New Research

Multi-generational Impacts of Childhood Access to the Safety Net: Early Life Exposure to Medicaid and the Next Generation's Health

with Chloe East, Marianne Page, and Laura Wherry, NBER Working Paper 23810

We examine multi-generational impacts of positive in utero and early life health interventions. We focus on the 1980s Medicaid expansions, which targeted low-income pregnant women, and were adopted differently across states and over time. We use Vital Statistics Natality files to create unique data linking individuals’ in utero Medicaid exposure to the next generation’s health outcomes at birth. We find strong evidence that the health benefits associated with treated generations’ in utero access to Medicaid extend to later offspring in the form of higher average birth weight and decreased incidence of very low birth weight. Later childhood exposure to Medicaid does not lead to persistent health effects across generations. The return on investment is substantially larger than suggested by evaluations of the program that focus only on treated cohorts.

Press Coverage: Wall Street Journal, Bloomberg News, NBER Digest

Drug Firms' Payments and Physicians' Prescribing Behavior in Medicare Part D

with Colleen Carey and Ethan Lieber. Revise and resubmit, AEJ: Economic Policy.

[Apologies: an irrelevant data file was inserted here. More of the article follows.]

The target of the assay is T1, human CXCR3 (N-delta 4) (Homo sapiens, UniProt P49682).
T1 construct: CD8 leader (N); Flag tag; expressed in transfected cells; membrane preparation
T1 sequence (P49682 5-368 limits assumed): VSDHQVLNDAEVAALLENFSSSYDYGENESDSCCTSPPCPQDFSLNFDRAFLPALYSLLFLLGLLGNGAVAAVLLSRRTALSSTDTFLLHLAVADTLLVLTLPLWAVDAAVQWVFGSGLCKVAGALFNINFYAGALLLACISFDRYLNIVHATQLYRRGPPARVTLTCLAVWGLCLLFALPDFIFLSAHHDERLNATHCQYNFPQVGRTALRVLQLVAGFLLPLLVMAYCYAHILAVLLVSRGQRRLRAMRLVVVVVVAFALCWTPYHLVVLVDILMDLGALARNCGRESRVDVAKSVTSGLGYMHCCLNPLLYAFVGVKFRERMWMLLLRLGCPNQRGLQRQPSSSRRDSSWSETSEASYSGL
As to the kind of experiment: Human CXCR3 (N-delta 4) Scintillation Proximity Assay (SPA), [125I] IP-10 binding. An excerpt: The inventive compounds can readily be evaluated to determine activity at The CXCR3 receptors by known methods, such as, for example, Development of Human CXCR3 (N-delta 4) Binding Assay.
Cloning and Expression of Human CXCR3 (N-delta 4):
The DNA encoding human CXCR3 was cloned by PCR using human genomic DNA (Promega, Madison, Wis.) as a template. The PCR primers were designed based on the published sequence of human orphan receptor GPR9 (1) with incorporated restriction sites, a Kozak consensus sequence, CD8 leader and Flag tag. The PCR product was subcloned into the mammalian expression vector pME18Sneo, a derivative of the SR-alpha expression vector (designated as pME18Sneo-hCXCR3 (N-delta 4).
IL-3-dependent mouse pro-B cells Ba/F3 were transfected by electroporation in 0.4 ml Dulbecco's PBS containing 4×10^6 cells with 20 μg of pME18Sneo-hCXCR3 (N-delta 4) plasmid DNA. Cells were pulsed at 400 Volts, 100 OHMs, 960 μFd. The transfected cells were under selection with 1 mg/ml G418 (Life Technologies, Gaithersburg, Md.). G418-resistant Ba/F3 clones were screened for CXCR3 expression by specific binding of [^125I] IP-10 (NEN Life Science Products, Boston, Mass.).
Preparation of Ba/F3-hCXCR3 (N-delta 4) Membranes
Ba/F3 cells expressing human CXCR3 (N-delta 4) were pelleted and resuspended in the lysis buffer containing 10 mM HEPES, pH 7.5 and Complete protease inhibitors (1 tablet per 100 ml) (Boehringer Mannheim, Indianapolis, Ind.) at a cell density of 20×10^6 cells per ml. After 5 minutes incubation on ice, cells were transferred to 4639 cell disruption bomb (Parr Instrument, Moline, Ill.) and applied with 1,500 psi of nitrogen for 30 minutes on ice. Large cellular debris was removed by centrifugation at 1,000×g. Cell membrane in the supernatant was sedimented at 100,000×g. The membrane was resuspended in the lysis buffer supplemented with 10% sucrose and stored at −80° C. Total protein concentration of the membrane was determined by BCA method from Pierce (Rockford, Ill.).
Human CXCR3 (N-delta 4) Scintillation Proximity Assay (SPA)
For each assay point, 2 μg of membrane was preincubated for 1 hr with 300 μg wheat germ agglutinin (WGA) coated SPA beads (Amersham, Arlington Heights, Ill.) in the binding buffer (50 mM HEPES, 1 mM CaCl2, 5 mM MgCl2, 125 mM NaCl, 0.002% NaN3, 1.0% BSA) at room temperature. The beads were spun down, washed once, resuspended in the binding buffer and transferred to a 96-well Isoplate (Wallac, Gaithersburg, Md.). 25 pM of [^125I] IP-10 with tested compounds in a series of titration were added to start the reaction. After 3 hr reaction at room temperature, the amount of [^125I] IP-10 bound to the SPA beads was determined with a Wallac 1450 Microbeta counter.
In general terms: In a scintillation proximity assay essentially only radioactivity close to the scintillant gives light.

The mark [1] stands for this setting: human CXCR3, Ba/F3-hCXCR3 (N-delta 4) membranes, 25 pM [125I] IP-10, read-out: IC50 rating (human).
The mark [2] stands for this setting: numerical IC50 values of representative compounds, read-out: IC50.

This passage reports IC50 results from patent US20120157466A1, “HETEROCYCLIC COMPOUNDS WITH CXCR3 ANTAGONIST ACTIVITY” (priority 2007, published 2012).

In a pervasive but controversial practice, drug firms frequently make monetary or in-kind payments to medical providers. Critics are concerned that drug firms are distorting prescribing behavior away from the best interests of patients, while defenders of the practice claim that payments arise from the need to educate providers about changing drug technologies. Using two different identification strategies, we investigate the effect of payments from drug firms on individual-level prescribing behavior in Medicare Part D. We find that individuals whose providers receive payments from a drug firm tend to increase expenditure on the firm's products. Our method accounts for the selection of physicians into payments (which may result if, e.g., pharmaceutical firms target payments to physicians who see a large number of patients) and our finding holds even when we look over time within individuals who change providers. However, using hand-collected efficacy data on four major therapeutic classes, we find that those receiving payments also prescribe higher-quality drugs on average. In addition, we examine four case studies of major drugs going off patent. Providers receiving payments from the firms experiencing the patent expiry transition their patients just as quickly to generics as prescribers who do not receive such payments. These results suggest that, absent other interventions to facilitate education, policies such as the Physician Payments Sunshine Act may reduce the efficacy of drugs prescribed.